- Professor: Daniel Schrag
- Term: Spring
- Day: M
- Time: 3:00-5:15PM
- School: Faculty of Arts and Sciences
- Course ID: 118736
- Subject Area: Environmental Science and Public Policy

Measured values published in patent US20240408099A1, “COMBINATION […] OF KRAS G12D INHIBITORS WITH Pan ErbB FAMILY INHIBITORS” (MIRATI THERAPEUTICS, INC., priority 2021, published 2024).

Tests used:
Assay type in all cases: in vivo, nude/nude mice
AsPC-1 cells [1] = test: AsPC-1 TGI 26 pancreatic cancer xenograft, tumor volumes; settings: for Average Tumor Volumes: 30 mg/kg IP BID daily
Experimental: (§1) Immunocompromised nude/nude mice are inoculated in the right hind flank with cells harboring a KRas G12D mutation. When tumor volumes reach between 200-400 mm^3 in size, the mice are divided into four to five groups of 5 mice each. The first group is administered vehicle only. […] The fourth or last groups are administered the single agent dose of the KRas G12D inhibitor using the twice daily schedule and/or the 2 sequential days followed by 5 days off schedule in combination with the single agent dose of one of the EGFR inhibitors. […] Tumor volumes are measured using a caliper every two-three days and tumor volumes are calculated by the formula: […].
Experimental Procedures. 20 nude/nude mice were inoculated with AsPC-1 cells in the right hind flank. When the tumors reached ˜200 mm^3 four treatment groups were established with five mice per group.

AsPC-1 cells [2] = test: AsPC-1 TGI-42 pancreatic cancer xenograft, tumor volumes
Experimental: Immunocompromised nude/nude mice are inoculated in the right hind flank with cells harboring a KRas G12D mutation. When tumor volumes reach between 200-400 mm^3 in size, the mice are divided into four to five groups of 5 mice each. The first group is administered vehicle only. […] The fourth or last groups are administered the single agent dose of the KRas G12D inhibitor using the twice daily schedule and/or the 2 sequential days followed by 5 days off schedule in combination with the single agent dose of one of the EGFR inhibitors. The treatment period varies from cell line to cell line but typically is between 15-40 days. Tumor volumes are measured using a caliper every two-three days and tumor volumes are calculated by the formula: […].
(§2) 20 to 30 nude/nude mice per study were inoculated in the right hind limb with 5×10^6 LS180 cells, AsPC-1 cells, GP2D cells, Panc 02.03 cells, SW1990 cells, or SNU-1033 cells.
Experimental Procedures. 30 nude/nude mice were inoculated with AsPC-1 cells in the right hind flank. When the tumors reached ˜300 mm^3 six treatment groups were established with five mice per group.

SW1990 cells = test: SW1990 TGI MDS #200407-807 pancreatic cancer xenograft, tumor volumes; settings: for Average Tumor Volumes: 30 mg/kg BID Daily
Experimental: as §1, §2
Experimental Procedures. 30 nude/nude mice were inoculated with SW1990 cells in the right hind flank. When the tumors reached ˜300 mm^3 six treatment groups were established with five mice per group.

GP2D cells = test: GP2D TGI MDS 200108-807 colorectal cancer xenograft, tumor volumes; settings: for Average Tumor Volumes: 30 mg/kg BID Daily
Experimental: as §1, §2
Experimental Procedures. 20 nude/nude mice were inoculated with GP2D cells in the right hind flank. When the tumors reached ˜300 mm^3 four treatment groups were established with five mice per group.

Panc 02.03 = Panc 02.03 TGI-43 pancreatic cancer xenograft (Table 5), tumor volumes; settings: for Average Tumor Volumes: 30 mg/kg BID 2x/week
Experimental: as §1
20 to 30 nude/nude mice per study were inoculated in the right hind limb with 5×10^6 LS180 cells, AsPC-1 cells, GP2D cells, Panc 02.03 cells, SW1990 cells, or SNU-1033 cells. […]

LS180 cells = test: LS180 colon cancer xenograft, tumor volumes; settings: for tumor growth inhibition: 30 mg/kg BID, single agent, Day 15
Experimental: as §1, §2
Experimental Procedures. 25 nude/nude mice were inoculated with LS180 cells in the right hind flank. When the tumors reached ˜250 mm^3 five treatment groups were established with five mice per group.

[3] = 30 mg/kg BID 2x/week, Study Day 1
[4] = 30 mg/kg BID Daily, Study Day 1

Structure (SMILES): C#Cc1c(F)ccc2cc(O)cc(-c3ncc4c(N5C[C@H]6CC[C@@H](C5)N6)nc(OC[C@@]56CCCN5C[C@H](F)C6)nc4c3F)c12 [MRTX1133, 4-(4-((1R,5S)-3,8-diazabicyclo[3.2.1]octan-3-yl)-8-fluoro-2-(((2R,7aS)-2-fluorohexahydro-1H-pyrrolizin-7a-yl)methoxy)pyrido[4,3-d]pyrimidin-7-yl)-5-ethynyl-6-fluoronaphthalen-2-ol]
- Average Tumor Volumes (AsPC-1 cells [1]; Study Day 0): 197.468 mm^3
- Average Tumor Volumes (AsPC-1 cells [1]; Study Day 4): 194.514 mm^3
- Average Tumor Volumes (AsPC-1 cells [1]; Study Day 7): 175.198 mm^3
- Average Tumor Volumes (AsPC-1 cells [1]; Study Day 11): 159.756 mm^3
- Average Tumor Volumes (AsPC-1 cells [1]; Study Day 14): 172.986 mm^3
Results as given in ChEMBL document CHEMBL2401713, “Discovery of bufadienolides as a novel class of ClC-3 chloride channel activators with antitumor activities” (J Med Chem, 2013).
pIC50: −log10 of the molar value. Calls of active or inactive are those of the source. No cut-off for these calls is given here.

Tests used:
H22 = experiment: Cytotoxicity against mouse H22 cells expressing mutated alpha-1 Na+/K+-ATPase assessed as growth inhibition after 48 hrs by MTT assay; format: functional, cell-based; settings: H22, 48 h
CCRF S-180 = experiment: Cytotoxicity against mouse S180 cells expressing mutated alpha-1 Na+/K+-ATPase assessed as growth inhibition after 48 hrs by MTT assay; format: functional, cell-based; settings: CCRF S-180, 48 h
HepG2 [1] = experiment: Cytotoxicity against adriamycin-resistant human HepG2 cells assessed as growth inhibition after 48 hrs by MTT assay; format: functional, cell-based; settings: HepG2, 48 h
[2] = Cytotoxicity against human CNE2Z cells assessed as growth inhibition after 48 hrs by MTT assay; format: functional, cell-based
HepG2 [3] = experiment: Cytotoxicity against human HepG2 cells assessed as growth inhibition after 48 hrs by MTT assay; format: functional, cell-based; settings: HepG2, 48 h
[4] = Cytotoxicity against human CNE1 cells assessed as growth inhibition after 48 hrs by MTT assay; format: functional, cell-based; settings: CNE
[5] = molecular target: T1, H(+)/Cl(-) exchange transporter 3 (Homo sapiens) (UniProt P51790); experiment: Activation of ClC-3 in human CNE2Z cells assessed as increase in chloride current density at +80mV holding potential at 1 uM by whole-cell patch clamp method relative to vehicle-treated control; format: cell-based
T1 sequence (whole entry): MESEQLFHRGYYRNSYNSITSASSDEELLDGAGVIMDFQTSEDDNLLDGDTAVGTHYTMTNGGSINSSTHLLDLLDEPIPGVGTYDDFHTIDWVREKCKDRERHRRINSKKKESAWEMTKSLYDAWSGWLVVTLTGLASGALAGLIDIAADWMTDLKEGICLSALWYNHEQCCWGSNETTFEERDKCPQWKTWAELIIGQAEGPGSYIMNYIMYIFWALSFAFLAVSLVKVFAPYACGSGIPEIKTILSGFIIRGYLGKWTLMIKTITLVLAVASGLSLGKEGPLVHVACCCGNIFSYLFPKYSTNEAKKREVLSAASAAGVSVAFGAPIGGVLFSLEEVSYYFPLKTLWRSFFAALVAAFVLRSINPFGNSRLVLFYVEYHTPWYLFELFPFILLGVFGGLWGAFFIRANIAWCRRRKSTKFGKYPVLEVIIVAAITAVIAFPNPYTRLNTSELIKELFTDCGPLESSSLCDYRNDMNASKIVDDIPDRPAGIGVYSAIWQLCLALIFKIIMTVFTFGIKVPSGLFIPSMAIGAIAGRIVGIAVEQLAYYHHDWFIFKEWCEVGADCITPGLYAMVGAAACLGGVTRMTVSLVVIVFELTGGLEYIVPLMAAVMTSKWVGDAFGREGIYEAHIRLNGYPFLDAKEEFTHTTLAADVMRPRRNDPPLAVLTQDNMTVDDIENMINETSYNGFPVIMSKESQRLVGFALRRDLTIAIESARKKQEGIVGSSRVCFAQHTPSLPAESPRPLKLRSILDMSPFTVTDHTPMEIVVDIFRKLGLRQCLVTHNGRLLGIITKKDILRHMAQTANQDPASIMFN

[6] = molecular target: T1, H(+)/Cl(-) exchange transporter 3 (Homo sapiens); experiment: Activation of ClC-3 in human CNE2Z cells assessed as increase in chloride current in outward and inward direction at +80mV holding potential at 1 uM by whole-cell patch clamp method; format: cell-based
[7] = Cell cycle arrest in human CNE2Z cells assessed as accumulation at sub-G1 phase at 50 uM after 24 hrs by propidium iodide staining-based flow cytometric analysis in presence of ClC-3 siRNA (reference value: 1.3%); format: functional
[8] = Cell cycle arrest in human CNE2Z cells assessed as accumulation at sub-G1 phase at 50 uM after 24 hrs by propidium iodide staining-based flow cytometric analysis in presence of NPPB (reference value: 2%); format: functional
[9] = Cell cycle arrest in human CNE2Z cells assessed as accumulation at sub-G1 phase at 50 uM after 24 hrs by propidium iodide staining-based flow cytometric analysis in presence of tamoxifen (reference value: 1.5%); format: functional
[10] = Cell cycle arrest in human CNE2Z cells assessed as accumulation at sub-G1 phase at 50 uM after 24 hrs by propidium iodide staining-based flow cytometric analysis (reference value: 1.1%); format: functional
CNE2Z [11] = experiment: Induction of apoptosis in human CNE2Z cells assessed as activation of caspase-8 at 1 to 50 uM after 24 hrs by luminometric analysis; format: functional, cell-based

“Natural climate solutions” are a set of conservation, restoration and improved land management actions that some have claimed can offer more than 30% of the required mitigation of “near-term” carbon emissions to hold global warming below 2°C. Some have criticized these claims for overstating the potential of biological carbon sinks, arguing that the advocates for natural climate solutions are motivated by conservation of biodiversity rather than mitigation of climate change. And yet the clamor around natural climate solutions in the policy world continues to grow, with multiple bipartisan legislative efforts in the new Congress focused on strategies such as carbon sequestration in soils by farmers. In this course, we will explore various dimensions of natural climate solutions, including reduced deforestation, reforestation, afforestation, wetlands restoration, biochar, no-till agriculture and other farming practices to increase carbon content of soils. We will examine the feasibility of each proposed action and also the potential limitations. We will also explore policy dimensions for encouraging such efforts, if desirable, through direct subsidies, regulation, or integration into carbon pricing regimes including carbon offsets. By the end of the semester, we hope that all participants will have a clearer understanding of the potential role for natural climate solutions in national and international climate mitigation strategies.